EU LEAN project commits to fight climate change, restore degraded parklands in northern Ghana


Over the years, farming communities within the nation’s High Forest, Guinea, Savannah Ecological, and Forest-Savannah Transition zones have experienced indiscriminate bush burning, loss of farm animals to herdsmen, and unproductive crop output. These activities have affected the livelihoods and income of rural dwellers.

The implementation of the European Union (EU)-funded Landscape and Environmental Agility across Nations (LEAN) project, implemented by World Vision in these areas, has helped fight against environmental degradation, affecting crop production and food security.

It is also directly contributing to the national efforts of conserving biodiversity, improving the livelihoods of smallholder farmers, increasing climate change resilience and reducing emissions from land use changes.

This was disclosed at a media engagement organised by World Vision to sensitise selected media persons on the essence and impact of the LEAN project held in Tamale.

The EU LEAN Project Manager at World Vision, Joseph Edwin Yelkabong said the project has contributed to halting desertification that marches violently northwest, by addressing some major barriers in selected landscapes across the Savannah, High forest and Transitional Ecological zones of Ghana.

“This is because lands were being degraded, and food production was decreasing, and when we have nothing to live on, hunger is likely to be our major poverty issue. Thus, we need a strategy like the LEAN to ensure food security and arrest environmental issues that we are currently facing,” he added.

The LEAN project will help to build collaborative, participatory, gender-sensitive and informed decision-making processes at the local level with all relevant stakeholders across multiple sectors. Strong community-based governance structures will ensure that decisions are gender-sensitive and locally owned and there is long-term uptake of agreements beyond the action interventions, he explained.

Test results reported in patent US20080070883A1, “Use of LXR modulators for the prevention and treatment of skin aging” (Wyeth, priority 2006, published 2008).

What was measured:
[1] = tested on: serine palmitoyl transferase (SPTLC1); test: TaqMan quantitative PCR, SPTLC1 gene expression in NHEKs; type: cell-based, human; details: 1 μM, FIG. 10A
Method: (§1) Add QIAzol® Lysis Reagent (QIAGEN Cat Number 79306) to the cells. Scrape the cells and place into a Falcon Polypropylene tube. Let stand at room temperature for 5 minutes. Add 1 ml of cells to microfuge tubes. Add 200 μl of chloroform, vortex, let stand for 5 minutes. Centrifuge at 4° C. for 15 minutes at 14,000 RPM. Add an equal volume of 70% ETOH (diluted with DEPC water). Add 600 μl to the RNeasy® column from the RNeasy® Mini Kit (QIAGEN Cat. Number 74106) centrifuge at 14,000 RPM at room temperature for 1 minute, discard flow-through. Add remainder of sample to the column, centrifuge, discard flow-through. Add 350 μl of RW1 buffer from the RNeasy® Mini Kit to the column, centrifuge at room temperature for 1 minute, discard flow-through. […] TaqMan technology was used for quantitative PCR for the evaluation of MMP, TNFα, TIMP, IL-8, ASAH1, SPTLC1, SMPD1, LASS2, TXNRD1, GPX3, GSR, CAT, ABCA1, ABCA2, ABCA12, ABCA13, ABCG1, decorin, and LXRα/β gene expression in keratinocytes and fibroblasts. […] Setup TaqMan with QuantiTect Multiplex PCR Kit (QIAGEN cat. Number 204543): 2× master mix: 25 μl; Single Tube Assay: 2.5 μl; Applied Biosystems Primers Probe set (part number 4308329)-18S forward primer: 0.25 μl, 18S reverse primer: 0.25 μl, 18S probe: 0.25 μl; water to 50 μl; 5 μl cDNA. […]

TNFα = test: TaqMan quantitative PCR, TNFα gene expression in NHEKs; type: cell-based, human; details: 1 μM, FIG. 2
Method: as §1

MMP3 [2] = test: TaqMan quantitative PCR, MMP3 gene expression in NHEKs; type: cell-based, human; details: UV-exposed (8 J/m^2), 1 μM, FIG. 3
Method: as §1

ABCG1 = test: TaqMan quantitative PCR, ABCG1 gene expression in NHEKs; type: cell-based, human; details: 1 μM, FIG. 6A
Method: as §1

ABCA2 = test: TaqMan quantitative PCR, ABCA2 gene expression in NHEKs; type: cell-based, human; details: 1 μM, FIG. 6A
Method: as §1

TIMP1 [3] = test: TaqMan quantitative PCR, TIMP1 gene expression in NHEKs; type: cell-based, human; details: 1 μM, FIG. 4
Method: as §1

He noted that continued education has helped increased knowledge of good agricultural methods among the farmers.

The governance structures would include non-indigenous groups, women, youth, landless people and others and connect the local landscape initiative to the national policies for scale-up and replication, he added.

The project is said to be targeting 36,000 smallholder farmers and rural people across its three priority areas and working closely with decentralised departments, local community leaders, and farmers to gradually restore the degraded landscapes and diversify livelihoods through assisted natural regeneration in West Gonja and Kassena-Nankana West Districts in the Savannah and Upper East regions, respectively to achieve the set goals.

In the Savannah Landscape, 50 Communities into Shea, Cashew, Dawadawa, Baobab and Rosewood are being engaged for improved productions.

The four-year project also aims to support smallholder farmers in the affected regions to access market incentives and establish diversified income streams. LEAN also plays a key role in ensuring that biodiversity is conserved, as well as building climate change resilience and the reduction of emissions from land use changes while helping farmers to improve their livelihoods.

The project is in partnership with Rainforest Alliance, Tropenbos Ghana (TBG), and EcoCare Ghana since its inception has helped to educate community members and farmers on the occurrence of indiscriminate bush burning causing the degradation of farmlands.

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